The government shutdown has derailed next week's scheduled hearings into the cause of the May 17 derailment and collision of two Metro-North commuter trains in Bridgeport that injured 76 passengers.
The hearings will be rescheduled at an "appropriate date," according to a brief announcement on the National Transportation Safety Board website.
More than 20 representatives from Metro-North, government, industry and rail workers were scheduled to testify on four different topic areas during the hearing into the derailment of a M8 commuter train and collision with another.
Two weeks after that accident, a 52-year-old track foreman in West Haven was struck and killed by a train.
The four areas the NTSB's inquiry would cover were track maintenance and inspection, railroad passenger car crash worthiness, operational protection of on-track areas and the organizational safety culture of Metro-North.
Before the shutdown began Oct. 1, the state's congressional delegation had called for the agency to expedite their investigation into the final causes of the accidents, while the agency said that it will take about a year to complete their investigations.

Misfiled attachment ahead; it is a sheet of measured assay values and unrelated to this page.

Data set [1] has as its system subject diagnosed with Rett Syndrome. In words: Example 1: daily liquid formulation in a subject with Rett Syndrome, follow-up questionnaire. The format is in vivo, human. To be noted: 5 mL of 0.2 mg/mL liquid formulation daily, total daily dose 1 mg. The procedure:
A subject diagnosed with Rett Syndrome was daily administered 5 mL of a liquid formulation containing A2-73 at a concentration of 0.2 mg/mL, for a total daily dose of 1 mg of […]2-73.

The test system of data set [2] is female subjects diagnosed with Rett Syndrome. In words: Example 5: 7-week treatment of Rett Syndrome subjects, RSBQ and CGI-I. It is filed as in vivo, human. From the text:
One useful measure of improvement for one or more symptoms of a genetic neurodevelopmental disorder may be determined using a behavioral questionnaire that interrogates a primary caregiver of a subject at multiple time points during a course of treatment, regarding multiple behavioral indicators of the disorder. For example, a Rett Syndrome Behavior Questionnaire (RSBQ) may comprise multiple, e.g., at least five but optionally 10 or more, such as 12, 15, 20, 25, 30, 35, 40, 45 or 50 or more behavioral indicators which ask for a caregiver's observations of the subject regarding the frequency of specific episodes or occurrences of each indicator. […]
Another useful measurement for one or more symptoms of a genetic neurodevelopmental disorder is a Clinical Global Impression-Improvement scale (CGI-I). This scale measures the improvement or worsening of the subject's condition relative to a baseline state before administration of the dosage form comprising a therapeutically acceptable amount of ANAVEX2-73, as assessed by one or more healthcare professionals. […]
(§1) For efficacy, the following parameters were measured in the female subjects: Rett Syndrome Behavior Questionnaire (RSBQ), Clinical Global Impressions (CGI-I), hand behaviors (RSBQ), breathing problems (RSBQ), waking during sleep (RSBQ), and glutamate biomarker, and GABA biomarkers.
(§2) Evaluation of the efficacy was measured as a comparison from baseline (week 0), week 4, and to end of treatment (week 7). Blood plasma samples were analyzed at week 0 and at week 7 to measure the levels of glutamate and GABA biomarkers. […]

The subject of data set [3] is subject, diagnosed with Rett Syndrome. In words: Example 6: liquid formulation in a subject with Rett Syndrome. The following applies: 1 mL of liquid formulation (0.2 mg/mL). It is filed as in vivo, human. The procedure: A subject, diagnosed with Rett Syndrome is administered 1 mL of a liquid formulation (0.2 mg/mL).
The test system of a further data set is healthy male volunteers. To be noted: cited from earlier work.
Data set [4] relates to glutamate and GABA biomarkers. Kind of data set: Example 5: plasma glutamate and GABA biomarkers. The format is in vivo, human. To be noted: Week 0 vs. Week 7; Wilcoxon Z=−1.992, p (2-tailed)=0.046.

Federal investigators have focused on track maintenance and failure in their investigation of the Bridgeport derailment and crash, taking a section of broken rail secured by rail joint bars in the area to their Washington metallurgy lab for analysis.
A preliminary report from the NTSB cited an inspection of the piece of track done by Metro-North two days before the crash that found that crushed stone and other material under an insulated rail joint moved out of alignment when it was traveled over. The NTSB report did not offer information on whether Metro-North addressed the condition between the May 15 inspection and the accident two days later.
NTSB estimates that 250 people were on each train at the time of the incident.
In the West Haven fatality on May 28, Robert Luden was struck and killed by a Metro-North passenger train traveling 70 mph after a student controller reopened the track where he was working without the approval of his senior supervisor.
Luden had requested the section of track be taken out of service for maintenance.
In the wake of the derailment and death of Luden, Metro-North has hired Technology Transportation Center Inc., a Colorado-based rail safety consultant, to vet all tracks for subsurface flaws using more in-depth technologies, including ground-penetrating radar and track geometry cars.
In response to an NTSB recommendation, the railroad is running a pilot program using so-called shunt devices in tandem with the railroad's signal system on track areas where workers are to keep trains out of track areas that are out of service.